Is the market for personal printers dying?
Online storage and presentation may make the desktop printer a thing of the past.
Computerworld - Printing out a document or a photo on a personal printer consumes expensive ink, and only the person you give it to can see it. Posting the same material online costs nothing, and countless people can see it.
The result? Fewer people are purchasing and using personal printers -- and printer vendors are feeling the heat.
From 2010 to 2011, North American sales of consumer-level multifunction inkjets dropped 12%, according to Larry Jamieson, analyst at the Photizo Group, a market research firm in Newton, Mass. Total sales fell from 13.1 million to 11.56 million units. Additionally, the number of pages printed in the home has declined 15% since 2009, he adds. "The reason we printed photos in the old days was that it was the only way to see them," says Jamieson. "Now, viewing them on our phones is fine in most cases."
Meanwhile, the latest annual report from leading printer vendor Hewlett-Packard shows that its net revenue from consumer printers fell 4% in fiscal 2011. "In recent quarters, HP has been challenged by several external factors, one of which is weak consumer demand," acknowledges Tuan Tran, general manager of HP's consumer inkjet business.
"At the consumer level, it's a market under siege," adds Keith Kmetz, analyst at market research firm IDC in Framingham, Mass. "I used to print driving directions. Now I use a GPS. Now kids don't have to submit papers in school, they can submit electronic documents. I only need a printer [at home] when I bring work home."
There is also a generation gap, with young adults seeing little reason to print even while their elders continue churning out hard copies, notes Dan Ness, head of MetaFacts, a market research firm in Encinitas, Calif. Those in the 18-to-24 age range have the lowest incidence of high-volume home printing, dramatically less than those at age 54 and above, he says.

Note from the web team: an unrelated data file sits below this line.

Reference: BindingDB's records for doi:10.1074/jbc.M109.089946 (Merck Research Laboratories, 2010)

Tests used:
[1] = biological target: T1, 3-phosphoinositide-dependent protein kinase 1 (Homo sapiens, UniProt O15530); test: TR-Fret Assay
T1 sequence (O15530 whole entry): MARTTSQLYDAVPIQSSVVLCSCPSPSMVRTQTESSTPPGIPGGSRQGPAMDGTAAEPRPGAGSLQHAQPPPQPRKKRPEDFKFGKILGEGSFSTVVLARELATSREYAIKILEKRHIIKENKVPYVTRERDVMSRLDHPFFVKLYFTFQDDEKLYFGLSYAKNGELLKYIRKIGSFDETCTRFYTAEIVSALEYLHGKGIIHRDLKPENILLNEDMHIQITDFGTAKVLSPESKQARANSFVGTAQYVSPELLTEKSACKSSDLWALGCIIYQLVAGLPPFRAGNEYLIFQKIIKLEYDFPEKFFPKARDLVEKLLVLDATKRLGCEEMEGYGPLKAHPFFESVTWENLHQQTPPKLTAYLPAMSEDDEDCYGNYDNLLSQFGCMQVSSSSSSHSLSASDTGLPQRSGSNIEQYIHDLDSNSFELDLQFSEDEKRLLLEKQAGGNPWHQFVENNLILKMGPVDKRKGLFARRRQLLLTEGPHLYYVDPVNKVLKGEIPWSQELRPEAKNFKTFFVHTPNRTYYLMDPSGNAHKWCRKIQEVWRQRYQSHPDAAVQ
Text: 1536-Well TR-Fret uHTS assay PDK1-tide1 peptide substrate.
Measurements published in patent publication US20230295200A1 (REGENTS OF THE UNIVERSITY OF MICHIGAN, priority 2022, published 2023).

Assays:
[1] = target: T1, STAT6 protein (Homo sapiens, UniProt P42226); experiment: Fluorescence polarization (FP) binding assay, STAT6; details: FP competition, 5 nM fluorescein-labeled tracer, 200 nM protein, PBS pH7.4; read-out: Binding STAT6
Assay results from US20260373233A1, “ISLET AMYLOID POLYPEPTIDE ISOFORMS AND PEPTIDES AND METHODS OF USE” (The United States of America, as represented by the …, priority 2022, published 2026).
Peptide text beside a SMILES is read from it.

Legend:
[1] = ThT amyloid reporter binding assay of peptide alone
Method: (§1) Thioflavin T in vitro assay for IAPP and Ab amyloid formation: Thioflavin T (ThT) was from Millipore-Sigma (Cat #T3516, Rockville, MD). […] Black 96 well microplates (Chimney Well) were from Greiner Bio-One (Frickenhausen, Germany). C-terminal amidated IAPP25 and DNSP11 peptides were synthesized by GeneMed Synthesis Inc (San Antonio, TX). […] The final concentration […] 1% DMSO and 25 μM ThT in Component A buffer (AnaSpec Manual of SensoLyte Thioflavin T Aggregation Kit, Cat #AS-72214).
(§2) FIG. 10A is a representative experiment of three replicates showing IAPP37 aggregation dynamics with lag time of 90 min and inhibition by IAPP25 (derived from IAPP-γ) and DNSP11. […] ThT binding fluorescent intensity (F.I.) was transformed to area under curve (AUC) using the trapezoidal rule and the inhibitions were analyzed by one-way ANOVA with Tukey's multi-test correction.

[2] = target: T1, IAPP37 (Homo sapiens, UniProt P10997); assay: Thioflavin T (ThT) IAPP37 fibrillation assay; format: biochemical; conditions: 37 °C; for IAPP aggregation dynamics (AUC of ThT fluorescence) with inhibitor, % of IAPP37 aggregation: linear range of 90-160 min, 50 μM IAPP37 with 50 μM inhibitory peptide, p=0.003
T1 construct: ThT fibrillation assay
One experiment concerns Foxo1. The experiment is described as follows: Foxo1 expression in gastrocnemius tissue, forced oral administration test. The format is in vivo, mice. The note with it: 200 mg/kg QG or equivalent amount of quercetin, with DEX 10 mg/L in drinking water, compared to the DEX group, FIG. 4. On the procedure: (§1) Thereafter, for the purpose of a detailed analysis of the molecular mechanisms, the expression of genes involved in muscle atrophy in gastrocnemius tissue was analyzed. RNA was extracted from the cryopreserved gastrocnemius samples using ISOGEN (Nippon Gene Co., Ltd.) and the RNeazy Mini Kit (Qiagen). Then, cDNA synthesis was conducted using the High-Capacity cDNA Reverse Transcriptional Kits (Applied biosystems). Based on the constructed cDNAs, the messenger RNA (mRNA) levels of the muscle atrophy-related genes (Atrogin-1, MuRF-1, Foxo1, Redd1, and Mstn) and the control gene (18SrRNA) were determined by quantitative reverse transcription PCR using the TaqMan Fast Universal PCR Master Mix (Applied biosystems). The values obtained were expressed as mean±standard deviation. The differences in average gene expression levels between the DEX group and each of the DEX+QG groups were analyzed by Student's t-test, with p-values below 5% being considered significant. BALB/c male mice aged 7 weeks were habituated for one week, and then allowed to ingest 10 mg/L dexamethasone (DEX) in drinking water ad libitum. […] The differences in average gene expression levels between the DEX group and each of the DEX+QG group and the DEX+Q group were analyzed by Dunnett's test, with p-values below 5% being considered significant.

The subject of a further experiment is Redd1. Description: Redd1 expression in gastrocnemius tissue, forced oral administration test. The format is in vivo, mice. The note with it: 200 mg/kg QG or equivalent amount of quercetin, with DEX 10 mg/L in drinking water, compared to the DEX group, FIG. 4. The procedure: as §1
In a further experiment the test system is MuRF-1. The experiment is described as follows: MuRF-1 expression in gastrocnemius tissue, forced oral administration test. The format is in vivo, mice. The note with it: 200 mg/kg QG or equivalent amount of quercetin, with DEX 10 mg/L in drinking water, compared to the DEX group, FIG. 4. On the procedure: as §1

"Those with more experience tend to print more," Ness says. "We attribute it to habit rather than any need for hard-copy backup, but eyesight may also have something to do with it, since they may have a hard time looking at pictures on handheld devices."
Consumers want wireless
Those consumers who are still buying personal printers gravitate toward desktop color printers in the price range of $79 to $149, HP's Tran says. These same buyers also want wireless connectivity so that multiple devices can share the unit, scanning and copying facilities, larger ink cartridges, and access to online apps and cloud printing.
Veneeta Eason, Kodak's director of future product marketing, makes similar observations, pointing to four trends driving the home printer market. "First is wireless printing, so that entire households can connect to a printer. Mobile printing is important, since there is a lot of desire to print from smartphones. Then there is cloud printing for access to email and presentations, and then social networks." With an estimated 250 million photos being uploaded daily to Facebook, there should still be significant photo printing going on, she adds.
Others see no market salvation in social media. "As far as Facebook and other social media is concerned, I don't think it drives print," counters Kmetz at IDC.
"Social media like Facebook is not conducive to print," agrees Jamieson at the Photizo Group.
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